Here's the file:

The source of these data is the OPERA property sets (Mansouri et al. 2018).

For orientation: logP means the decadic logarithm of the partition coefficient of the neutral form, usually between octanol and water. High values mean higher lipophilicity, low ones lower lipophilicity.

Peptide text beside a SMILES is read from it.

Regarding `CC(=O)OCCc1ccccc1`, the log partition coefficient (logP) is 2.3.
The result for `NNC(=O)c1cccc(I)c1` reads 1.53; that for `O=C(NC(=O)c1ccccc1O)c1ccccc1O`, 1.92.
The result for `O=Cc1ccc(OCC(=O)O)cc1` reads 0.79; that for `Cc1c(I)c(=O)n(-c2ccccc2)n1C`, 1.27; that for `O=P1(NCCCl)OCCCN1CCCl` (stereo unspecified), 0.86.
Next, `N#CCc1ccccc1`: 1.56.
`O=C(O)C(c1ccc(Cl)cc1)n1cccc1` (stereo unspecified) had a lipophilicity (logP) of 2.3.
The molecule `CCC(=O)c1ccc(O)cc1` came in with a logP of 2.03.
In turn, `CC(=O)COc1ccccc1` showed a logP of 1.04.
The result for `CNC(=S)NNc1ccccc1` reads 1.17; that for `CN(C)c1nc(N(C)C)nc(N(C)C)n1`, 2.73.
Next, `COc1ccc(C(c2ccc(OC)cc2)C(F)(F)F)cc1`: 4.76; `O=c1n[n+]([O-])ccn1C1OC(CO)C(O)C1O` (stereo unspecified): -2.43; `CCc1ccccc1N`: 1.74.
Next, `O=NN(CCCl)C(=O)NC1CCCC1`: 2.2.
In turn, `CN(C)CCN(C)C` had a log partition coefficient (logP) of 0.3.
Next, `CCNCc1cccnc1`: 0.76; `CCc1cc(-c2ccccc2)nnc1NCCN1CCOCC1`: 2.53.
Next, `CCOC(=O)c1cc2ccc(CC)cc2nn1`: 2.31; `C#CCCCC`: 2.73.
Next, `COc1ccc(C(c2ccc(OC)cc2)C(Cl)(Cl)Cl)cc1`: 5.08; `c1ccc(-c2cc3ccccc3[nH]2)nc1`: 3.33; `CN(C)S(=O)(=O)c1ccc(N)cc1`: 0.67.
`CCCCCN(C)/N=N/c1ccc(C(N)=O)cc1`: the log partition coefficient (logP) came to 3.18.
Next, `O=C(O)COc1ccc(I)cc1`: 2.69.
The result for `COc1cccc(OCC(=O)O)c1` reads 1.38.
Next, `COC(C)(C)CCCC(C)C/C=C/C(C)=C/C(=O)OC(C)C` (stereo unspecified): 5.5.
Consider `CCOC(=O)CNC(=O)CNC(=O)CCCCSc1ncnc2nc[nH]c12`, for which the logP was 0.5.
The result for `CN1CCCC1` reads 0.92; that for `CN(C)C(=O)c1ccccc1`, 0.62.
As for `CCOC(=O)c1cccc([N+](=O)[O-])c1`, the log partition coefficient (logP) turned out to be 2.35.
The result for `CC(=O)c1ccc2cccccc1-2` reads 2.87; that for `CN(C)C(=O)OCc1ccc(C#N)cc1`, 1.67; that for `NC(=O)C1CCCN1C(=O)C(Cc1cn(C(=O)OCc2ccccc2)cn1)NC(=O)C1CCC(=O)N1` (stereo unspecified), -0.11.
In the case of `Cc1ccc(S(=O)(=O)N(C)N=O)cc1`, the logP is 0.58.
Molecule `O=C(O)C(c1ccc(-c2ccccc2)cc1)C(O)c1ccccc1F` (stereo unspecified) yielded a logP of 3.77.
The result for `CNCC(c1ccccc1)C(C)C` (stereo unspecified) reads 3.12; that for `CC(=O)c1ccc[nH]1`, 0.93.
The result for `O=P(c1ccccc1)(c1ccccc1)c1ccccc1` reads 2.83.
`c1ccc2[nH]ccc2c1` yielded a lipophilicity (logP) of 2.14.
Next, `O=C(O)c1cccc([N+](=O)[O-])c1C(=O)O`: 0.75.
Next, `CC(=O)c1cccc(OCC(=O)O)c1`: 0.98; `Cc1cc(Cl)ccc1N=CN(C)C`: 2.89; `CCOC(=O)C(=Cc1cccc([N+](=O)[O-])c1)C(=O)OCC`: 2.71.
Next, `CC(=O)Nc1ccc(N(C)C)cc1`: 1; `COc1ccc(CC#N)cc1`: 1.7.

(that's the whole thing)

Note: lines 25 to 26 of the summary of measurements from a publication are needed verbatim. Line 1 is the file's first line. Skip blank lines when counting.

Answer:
The result for `CC(=O)c1ccc2cccccc1-2` reads 2.87; that for `CN(C)C(=O)OCc1ccc(C#N)cc1`, 1.67; that for `NC(=O)C1CCCN1C(=O)C(Cc1cn(C(=O)OCc2ccccc2)cn1)NC(=O)C1CCC(=O)N1` (stereo unspecified), -0.11.
In the case of `Cc1ccc(S(=O)(=O)N(C)N=O)cc1`, the logP is 0.58.